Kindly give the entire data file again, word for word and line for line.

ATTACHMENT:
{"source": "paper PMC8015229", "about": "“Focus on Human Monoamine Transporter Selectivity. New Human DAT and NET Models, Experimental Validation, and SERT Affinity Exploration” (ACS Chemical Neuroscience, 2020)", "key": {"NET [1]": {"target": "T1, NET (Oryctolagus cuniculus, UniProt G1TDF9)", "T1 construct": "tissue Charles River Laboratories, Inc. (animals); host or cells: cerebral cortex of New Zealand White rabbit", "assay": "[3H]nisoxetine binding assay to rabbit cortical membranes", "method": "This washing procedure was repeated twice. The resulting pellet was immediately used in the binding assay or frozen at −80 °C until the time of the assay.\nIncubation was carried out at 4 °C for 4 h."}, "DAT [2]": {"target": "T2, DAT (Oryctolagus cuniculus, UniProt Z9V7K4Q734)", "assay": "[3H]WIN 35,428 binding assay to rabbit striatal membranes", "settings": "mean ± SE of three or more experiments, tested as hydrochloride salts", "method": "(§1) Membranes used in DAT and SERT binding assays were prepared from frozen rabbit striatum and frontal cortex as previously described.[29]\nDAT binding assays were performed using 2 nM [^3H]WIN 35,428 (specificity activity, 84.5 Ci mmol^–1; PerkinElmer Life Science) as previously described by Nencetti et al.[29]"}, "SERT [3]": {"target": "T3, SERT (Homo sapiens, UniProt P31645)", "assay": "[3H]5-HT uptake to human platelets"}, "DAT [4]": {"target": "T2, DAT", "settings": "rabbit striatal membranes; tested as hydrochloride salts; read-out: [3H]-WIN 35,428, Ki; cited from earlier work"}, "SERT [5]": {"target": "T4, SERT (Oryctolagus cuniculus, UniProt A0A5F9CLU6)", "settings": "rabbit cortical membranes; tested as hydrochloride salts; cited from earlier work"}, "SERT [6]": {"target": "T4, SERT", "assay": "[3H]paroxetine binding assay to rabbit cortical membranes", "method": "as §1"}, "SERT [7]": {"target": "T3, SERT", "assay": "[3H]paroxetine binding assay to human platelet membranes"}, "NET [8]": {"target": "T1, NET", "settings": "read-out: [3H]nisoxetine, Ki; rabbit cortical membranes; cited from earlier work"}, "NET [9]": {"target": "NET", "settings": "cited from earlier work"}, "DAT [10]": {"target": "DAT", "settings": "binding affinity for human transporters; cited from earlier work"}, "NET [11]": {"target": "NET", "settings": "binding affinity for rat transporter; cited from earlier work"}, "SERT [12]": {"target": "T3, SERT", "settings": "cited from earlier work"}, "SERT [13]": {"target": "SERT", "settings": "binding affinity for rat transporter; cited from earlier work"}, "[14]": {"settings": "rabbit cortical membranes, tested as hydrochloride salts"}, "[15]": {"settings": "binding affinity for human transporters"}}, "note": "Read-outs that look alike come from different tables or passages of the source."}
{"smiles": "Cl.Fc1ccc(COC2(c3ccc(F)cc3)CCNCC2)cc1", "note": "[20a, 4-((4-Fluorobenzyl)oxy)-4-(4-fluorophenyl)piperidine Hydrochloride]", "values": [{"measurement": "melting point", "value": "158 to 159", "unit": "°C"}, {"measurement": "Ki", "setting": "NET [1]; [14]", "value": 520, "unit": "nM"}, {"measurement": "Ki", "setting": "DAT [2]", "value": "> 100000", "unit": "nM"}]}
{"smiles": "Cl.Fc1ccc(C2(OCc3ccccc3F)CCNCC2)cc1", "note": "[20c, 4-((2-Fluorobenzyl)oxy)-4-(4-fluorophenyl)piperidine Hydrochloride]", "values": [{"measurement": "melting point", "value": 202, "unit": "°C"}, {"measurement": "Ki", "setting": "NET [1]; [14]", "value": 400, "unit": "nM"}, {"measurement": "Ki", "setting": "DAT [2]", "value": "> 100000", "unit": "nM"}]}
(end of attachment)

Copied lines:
{"source": "paper PMC8015229", "about": "“Focus on Human Monoamine Transporter Selectivity. New Human DAT and NET Models, Experimental Validation, and SERT Affinity Exploration” (ACS Chemical Neuroscience, 2020)", "key": {"NET [1]": {"target": "T1, NET (Oryctolagus cuniculus, UniProt G1TDF9)", "T1 construct": "tissue Charles River Laboratories, Inc. (animals); host or cells: cerebral cortex of New Zealand White rabbit", "assay": "[3H]nisoxetine binding assay to rabbit cortical membranes", "method": "This washing procedure was repeated twice. The resulting pellet was immediately used in the binding assay or frozen at −80 °C until the time of the assay.\nIncubation was carried out at 4 °C for 4 h."}, "DAT [2]": {"target": "T2, DAT (Oryctolagus cuniculus, UniProt Z9V7K4Q734)", "assay": "[3H]WIN 35,428 binding assay to rabbit striatal membranes", "settings": "mean ± SE of three or more experiments, tested as hydrochloride salts", "method": "(§1) Membranes used in DAT and SERT binding assays were prepared from frozen rabbit striatum and frontal cortex as previously described.[29]\nDAT binding assays were performed using 2 nM [^3H]WIN 35,428 (specificity activity, 84.5 Ci mmol^–1; PerkinElmer Life Science) as previously described by Nencetti et al.[29]"}, "SERT [3]": {"target": "T3, SERT (Homo sapiens, UniProt P31645)", "assay": "[3H]5-HT uptake to human platelets"}, "DAT [4]": {"target": "T2, DAT", "settings": "rabbit striatal membranes; tested as hydrochloride salts; read-out: [3H]-WIN 35,428, Ki; cited from earlier work"}, "SERT [5]": {"target": "T4, SERT (Oryctolagus cuniculus, UniProt A0A5F9CLU6)", "settings": "rabbit cortical membranes; tested as hydrochloride salts; cited from earlier work"}, "SERT [6]": {"target": "T4, SERT", "assay": "[3H]paroxetine binding assay to rabbit cortical membranes", "method": "as §1"}, "SERT [7]": {"target": "T3, SERT", "assay": "[3H]paroxetine binding assay to human platelet membranes"}, "NET [8]": {"target": "T1, NET", "settings": "read-out: [3H]nisoxetine, Ki; rabbit cortical membranes; cited from earlier work"}, "NET [9]": {"target": "NET", "settings": "cited from earlier work"}, "DAT [10]": {"target": "DAT", "settings": "binding affinity for human transporters; cited from earlier work"}, "NET [11]": {"target": "NET", "settings": "binding affinity for rat transporter; cited from earlier work"}, "SERT [12]": {"target": "T3, SERT", "settings": "cited from earlier work"}, "SERT [13]": {"target": "SERT", "settings": "binding affinity for rat transporter; cited from earlier work"}, "[14]": {"settings": "rabbit cortical membranes, tested as hydrochloride salts"}, "[15]": {"settings": "binding affinity for human transporters"}}, "note": "Read-outs that look alike come from different tables or passages of the source."}
{"smiles": "Cl.Fc1ccc(COC2(c3ccc(F)cc3)CCNCC2)cc1", "note": "[20a, 4-((4-Fluorobenzyl)oxy)-4-(4-fluorophenyl)piperidine Hydrochloride]", "values": [{"measurement": "melting point", "value": "158 to 159", "unit": "°C"}, {"measurement": "Ki", "setting": "NET [1]; [14]", "value": 520, "unit": "nM"}, {"measurement": "Ki", "setting": "DAT [2]", "value": "> 100000", "unit": "nM"}]}
{"smiles": "Cl.Fc1ccc(C2(OCc3ccccc3F)CCNCC2)cc1", "note": "[20c, 4-((2-Fluorobenzyl)oxy)-4-(4-fluorophenyl)piperidine Hydrochloride]", "values": [{"measurement": "melting point", "value": 202, "unit": "°C"}, {"measurement": "Ki", "setting": "NET [1]; [14]", "value": 400, "unit": "nM"}, {"measurement": "Ki", "setting": "DAT [2]", "value": "> 100000", "unit": "nM"}]}